By Debby Woodin
Directors of the Joplin Museum Complex are eyeing property donated to the city by Mercy as a site to relocate the Joplin Museum Complex.
Public support is being sought for the idea, said Allen Shirley, president of the Friends of the Museum board. He said proponents will attend input sessions on Thursday at City Hall during which public ideas for the use of the site will be sought.
“That is a location we’ve looked at ever since Mercy made it available,” Shirley said Tuesday. “Now, with the city receiving Housing and Urban Development money, I’ve been given the idea that could help pay for a museum there.”
The city has received two HUD grants through its federal Community Development Block Grant program of $45 million and $113 million. It ascertained late Tuesday whether the museum project could be funded by CDBG funds.
Shirley said he has been soliciting support for the idea of using the Mercy site for a museum.
“I’m getting signatures on a petition to tell them there is a lot of public interest for the museum to be there,” Shirley said. “I’m asking that anybody who wants to come to please be at one of the meetings and voice their opinion.” The meetings will be at 3 and 6 p.m. Thursday in the basement of City Hall, 602 S. Main St.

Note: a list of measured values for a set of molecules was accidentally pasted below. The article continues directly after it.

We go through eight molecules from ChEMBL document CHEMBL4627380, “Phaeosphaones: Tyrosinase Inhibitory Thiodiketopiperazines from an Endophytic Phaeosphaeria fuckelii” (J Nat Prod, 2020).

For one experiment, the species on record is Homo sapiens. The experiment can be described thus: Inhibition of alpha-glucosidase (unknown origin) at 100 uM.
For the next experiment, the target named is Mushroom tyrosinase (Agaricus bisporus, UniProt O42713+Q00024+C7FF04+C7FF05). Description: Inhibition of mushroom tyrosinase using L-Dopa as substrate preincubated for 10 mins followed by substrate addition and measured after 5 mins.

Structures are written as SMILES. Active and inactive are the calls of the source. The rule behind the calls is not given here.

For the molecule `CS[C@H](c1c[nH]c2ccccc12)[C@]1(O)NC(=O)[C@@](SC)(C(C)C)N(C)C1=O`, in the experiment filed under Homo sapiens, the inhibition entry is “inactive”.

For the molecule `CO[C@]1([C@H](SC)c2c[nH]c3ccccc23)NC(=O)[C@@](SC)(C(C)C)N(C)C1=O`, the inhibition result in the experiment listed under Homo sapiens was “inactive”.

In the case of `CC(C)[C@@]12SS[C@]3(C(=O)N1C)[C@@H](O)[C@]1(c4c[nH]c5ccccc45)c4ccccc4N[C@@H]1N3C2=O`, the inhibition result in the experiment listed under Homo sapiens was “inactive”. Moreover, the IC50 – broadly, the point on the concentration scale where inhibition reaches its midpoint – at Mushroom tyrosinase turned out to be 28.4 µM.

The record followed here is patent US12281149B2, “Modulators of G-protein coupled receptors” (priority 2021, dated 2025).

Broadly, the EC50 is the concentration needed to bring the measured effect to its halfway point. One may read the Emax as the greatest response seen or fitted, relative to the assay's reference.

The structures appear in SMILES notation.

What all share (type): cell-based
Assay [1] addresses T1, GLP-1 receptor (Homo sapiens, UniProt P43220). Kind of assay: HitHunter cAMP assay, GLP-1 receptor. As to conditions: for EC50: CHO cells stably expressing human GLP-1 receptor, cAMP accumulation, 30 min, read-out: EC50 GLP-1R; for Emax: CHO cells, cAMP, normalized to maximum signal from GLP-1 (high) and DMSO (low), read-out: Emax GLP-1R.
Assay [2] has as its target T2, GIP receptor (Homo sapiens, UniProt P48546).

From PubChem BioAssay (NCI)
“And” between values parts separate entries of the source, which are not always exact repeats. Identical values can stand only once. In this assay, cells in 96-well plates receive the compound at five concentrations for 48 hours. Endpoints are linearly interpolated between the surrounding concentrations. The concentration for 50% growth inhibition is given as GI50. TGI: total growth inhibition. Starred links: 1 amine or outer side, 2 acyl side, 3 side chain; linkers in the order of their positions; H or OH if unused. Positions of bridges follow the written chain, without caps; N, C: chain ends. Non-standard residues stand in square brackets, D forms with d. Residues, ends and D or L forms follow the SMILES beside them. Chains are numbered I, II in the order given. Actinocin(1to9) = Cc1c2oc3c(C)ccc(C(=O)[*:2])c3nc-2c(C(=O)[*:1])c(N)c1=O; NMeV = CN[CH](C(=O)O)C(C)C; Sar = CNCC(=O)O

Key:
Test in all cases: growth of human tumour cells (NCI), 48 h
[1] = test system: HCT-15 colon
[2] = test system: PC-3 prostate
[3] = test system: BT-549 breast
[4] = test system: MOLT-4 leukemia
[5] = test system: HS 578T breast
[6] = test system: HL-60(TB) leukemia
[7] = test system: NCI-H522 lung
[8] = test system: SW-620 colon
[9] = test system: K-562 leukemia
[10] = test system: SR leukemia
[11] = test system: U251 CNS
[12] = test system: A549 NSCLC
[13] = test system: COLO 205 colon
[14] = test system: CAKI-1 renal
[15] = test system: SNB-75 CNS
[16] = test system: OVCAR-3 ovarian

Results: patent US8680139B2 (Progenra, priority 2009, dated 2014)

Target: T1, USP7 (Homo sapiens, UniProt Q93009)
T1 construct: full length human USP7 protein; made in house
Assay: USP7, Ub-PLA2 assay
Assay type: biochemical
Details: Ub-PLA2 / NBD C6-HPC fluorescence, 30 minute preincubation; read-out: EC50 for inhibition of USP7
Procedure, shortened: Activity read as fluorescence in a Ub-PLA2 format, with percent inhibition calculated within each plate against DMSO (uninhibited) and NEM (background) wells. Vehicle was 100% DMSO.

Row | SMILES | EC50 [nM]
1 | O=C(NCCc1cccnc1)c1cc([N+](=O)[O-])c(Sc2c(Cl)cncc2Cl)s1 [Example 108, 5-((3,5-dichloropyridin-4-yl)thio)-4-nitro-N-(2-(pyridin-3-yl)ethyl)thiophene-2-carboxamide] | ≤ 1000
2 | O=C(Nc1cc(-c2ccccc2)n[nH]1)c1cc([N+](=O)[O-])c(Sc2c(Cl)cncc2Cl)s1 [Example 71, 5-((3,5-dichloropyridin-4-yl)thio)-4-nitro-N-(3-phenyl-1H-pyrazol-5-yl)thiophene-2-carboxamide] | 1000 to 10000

David Wallace, chief executive officer of the Wallace Bajjali Development Partners, Joplin’s contracted master developer, announced Aug. 12 that Mercy had offered to convey 13 acres to the Joplin Redevelopment Corp. for some type of public/private use such as a community center. The site is roughly where Mercy had previously offered the city nine acres for a tornado memorial.
City Council members had agreed earlier that a tornado memorial might better be developed by a nonprofit group or foundation. A city tribute to volunteers has been built across the street in Cunningham Park, which is to be the site of a future butterfly and healing garden dedicated to tornado victims and survivors.
The Joplin Redevelopment Corp. is the city’s land bank for redevelopment projects. Wallace said Tuesday that the legal documents to convey the land to the JRC were completed on Monday as part of the board’s effort to secure enough property in the tornado zone to apply for the state’s Distressed Land Assemblage Tax Credit Program.
Wallace had told the council earlier there is a list of possibilities for the land, and the eventual use will be up to residents. “There is a lot of discussion that needs to take place on what the community wants to place there,” Wallace said at the Aug. 12 meeting.
The museum had been offered the Union Depot in 2010 but had expressed a number of concerns about locating there. Some board members had expressed concern about whether the basement of the old railroad depot could be kept dry from water leakage that exists there now. They also were concerned about whether vibration from passing trains would damage museum artifacts, and whether train noise would be a nuisance to museum visitors.
Museum representatives had told Wallace they did not want the Union Depot location, which is part of the city manager’s proposed downtown cultural and performing arts complex.
Voters turned down a proposal in 2010 to impose a sales tax of one-sixth of a cent to remodel Memorial Hall as a site for the Joplin Museum Complex and to support its operation there.